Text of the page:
# Auto-numbering and glossing linguistics examples in R Markdown

## Part 2 — Writing in R Markdown, inline code, code blocks, and LaTeX environments

The first thing you need to know is that Markdown is a lightweight markup language for plain text editing. R Markdown is the RStudio flavored version of Markdown.
Writing in Markdown is simple because there isn’t much to worry about other than your writing. There aren’t very many bells and whistles in R Markdown, just plain text.

To write in R Markdown you start with an R Markdown file -rather than an R script -. You’ll also need to load a couple of libraries. The install.packages() lines you’ll need to run only once. The library() lines every time you start your session.

install.packages(“R Markdown’) install.packages(“knitr”)library(R Markdown)library(knitter)

Once you have that going, what you need to know is that an R Markdown document consists of three distinct parts:

2. The prose
3. The code

The YAML header has to appear at the top of your document. The body of the YAML is fenced off by three dashes at the top and three dashes at the bottom. RStudio creates a minimal YAML header that will get you started. It looks like this:

---title: “Markdown Document”author: “Erwin Lares”date: “12/23/2020”output: pdf_document: default---

The other two elements of your document, the prose and the code, can appear in any order as you compose your document. Behind this hybrid document is the idea of literate programming where one provides a narrative of what is being done peppered with the code needed to accomplish the task at hand.

A document compiled that way facilitates reproducibility and minimizes errors as one isn’t going manually into the data to copy and paste results. The computer and the code you write take care of that, freeing the researcher to explain the process in a human readable manner.

The prose looks like this very text you are reading. The code can be inline like this r x <- 10. Or it can be fenced off in code blocks. Inline code is useful when you want to fish the value of a variable or run a short calculation and it directly related to your prose.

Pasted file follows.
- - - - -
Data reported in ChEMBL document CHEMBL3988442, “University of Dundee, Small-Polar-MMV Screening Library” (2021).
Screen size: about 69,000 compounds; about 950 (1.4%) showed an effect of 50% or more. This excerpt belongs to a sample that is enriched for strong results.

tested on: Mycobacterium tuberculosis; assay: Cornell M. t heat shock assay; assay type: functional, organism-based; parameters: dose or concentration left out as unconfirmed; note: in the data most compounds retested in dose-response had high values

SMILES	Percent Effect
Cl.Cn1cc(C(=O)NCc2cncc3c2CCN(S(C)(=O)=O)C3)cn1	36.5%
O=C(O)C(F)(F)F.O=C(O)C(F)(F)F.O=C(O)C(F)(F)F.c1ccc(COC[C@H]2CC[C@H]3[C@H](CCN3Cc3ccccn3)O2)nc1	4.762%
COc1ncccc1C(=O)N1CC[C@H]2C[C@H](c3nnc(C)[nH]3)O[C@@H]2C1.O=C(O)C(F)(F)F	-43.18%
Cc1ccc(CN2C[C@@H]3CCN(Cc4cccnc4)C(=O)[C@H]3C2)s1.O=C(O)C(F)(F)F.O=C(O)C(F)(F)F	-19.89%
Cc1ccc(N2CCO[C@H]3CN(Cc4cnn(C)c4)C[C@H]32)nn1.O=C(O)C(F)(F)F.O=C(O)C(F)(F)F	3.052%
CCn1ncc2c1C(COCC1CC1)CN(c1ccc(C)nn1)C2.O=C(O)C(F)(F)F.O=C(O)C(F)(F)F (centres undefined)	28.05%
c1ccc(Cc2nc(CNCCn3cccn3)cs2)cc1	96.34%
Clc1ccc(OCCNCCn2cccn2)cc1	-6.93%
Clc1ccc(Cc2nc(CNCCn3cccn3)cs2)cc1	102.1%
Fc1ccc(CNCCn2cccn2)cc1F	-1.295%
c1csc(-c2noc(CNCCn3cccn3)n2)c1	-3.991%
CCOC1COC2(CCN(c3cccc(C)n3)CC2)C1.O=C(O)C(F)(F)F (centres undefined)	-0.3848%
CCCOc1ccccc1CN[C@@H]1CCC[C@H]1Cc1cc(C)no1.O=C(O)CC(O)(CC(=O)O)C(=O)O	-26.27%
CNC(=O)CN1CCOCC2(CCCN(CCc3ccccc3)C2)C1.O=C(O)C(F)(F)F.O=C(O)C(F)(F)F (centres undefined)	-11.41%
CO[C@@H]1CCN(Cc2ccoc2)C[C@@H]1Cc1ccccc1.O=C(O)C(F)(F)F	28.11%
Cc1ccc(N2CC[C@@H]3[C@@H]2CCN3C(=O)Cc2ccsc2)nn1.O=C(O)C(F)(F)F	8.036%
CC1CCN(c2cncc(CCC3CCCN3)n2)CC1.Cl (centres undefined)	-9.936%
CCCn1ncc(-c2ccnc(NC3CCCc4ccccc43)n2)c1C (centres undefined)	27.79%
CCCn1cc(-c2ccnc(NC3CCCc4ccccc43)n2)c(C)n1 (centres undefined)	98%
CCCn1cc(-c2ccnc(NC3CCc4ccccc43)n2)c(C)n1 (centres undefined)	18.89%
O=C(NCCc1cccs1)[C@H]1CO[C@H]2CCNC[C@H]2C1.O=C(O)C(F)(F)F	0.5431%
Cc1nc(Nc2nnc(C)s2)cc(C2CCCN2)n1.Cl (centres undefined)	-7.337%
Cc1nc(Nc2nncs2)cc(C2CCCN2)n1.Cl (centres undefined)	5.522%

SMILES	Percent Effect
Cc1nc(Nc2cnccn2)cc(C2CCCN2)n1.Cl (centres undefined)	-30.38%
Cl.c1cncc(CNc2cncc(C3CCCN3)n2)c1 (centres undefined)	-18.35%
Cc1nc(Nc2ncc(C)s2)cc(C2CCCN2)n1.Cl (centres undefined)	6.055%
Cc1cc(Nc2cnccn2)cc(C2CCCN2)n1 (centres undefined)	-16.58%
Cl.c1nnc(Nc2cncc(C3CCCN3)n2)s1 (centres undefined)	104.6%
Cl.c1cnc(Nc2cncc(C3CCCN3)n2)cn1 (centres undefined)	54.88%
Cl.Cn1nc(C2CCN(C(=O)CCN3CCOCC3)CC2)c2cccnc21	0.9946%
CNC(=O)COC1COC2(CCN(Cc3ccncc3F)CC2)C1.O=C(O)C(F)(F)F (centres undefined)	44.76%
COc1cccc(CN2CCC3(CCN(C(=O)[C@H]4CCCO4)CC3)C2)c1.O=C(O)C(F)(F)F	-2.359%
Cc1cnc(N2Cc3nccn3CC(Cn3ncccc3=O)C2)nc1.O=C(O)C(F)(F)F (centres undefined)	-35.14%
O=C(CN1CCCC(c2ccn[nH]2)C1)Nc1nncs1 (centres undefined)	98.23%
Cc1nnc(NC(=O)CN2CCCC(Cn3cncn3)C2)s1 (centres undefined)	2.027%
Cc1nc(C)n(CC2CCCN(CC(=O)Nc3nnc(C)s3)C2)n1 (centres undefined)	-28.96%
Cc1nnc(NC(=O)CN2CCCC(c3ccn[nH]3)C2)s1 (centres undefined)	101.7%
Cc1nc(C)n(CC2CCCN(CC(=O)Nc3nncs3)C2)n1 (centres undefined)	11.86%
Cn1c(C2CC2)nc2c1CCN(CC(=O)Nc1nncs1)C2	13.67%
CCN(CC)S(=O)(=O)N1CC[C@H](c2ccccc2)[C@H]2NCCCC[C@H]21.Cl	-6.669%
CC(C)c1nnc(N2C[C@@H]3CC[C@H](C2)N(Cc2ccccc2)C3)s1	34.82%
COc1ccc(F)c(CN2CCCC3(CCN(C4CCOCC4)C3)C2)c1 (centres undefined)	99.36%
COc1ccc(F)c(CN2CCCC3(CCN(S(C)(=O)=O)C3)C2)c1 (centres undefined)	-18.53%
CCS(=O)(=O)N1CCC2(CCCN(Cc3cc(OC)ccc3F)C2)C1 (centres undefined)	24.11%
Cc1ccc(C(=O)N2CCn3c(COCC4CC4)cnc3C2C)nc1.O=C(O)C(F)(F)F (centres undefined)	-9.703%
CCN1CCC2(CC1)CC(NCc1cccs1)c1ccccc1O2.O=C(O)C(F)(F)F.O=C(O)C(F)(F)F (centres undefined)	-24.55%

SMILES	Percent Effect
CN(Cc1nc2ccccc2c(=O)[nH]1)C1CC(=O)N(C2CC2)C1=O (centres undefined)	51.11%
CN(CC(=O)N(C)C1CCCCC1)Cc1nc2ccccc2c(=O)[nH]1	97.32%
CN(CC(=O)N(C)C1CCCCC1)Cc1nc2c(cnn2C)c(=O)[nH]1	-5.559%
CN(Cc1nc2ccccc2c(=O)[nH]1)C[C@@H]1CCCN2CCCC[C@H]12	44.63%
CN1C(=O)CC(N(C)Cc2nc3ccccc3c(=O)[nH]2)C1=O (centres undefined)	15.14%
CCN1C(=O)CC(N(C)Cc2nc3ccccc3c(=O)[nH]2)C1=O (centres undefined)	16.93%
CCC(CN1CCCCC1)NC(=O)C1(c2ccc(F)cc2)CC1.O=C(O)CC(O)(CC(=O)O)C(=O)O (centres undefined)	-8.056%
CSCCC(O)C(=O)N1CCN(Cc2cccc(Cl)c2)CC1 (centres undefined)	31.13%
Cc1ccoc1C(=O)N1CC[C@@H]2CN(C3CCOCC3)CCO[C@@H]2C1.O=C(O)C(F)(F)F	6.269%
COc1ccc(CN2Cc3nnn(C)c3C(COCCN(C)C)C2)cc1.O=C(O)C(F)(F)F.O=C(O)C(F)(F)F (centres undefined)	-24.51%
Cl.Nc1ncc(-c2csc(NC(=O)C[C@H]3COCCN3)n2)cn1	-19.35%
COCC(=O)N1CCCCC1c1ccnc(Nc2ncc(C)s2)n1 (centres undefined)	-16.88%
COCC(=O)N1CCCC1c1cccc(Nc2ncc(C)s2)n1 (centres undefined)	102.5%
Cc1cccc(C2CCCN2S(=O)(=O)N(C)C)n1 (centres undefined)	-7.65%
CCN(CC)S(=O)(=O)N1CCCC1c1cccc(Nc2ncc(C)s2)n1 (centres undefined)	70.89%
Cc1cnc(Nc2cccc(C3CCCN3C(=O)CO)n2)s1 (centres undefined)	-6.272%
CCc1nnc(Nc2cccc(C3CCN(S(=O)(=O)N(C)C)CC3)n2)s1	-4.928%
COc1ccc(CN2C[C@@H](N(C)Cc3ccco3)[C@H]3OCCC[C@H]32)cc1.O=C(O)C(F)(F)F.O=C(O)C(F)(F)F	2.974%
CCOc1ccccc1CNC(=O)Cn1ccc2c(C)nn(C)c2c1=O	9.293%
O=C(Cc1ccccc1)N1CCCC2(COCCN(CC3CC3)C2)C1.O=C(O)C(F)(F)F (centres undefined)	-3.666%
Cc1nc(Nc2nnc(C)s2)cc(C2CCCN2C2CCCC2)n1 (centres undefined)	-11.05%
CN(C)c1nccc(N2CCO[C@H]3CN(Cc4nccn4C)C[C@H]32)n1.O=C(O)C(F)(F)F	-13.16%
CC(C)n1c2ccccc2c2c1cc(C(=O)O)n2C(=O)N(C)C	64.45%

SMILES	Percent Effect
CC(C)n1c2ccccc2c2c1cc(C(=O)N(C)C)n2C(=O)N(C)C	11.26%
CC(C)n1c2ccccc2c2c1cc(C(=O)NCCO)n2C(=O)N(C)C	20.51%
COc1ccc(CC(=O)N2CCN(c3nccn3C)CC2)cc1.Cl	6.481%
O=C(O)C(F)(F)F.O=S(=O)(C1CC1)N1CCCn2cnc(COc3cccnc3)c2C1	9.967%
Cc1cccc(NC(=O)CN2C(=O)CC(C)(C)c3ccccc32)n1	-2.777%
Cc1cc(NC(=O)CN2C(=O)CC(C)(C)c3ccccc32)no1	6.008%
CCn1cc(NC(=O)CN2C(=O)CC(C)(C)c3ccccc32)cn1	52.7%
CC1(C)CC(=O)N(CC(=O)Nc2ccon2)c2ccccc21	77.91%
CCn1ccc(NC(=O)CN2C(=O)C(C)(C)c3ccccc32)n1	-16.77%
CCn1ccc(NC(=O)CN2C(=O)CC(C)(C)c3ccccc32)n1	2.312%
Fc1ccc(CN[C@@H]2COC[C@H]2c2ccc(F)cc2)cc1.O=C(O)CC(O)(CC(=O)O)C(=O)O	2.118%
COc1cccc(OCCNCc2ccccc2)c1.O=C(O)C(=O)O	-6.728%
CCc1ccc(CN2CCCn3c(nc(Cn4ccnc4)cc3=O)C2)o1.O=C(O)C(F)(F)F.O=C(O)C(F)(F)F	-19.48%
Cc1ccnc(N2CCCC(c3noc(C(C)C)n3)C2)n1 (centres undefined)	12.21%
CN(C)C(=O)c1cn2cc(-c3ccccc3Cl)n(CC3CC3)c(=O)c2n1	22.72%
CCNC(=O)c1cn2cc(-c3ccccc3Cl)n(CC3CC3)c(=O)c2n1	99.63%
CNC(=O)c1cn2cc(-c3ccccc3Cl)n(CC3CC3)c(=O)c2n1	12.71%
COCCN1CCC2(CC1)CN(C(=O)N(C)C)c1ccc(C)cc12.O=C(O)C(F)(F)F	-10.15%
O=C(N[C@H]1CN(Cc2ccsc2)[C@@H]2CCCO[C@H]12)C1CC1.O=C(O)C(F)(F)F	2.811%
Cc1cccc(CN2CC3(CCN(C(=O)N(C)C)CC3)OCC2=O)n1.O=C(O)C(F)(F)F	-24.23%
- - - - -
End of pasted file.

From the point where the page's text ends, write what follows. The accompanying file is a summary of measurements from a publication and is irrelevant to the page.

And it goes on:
For example, one can write: “The mean age of the participants is” r mean(exp_02\$age). So, the backtick  tells RStudio that I’m starting a line of code. The R (or an r) tells it that it is R code. Then comes the code itself. In this case, I have a dataset called “exp_02”. The dataset has a column called “age” when the age of the participants is recorded. I’m asking the computer to calculate the mean of the values in that column. The actual value will appear when the document compiles and will dynamically reflect the data.

A block (or chunk) of code starts and ends with three backticks. Inside the block you have honest-to-god R code, like so:

#exp_02 contains the data for the perception experiment + demographics + metadata exp_02 <- exp %>%  select(IP_address:education, starts_with(‘spk’), feedback, unique_id) %>% filter(progress >= 88)

Once I am ready to run my analysis, I “knit” my document. The prose will stay prose, but every bit of code I wrote will be executed. Variables will be created, calculations carried out, graphs will be plotted, and statistical analyses run. The results will appear where I need them to without having to worry about finding the results and copying them in place or worrying about the formatting.

You’ll remember that I said Markdown was a lightweight text editor without very many bells and whistles? What happens when you want to gloss a sentence? You’d be asking the computer to keep track of the sentence number so you can reference it across your document. You’d also want the computer to make the words in the actual gloss and the target sentence to align. Unfortunately, R Markdown can’t do that.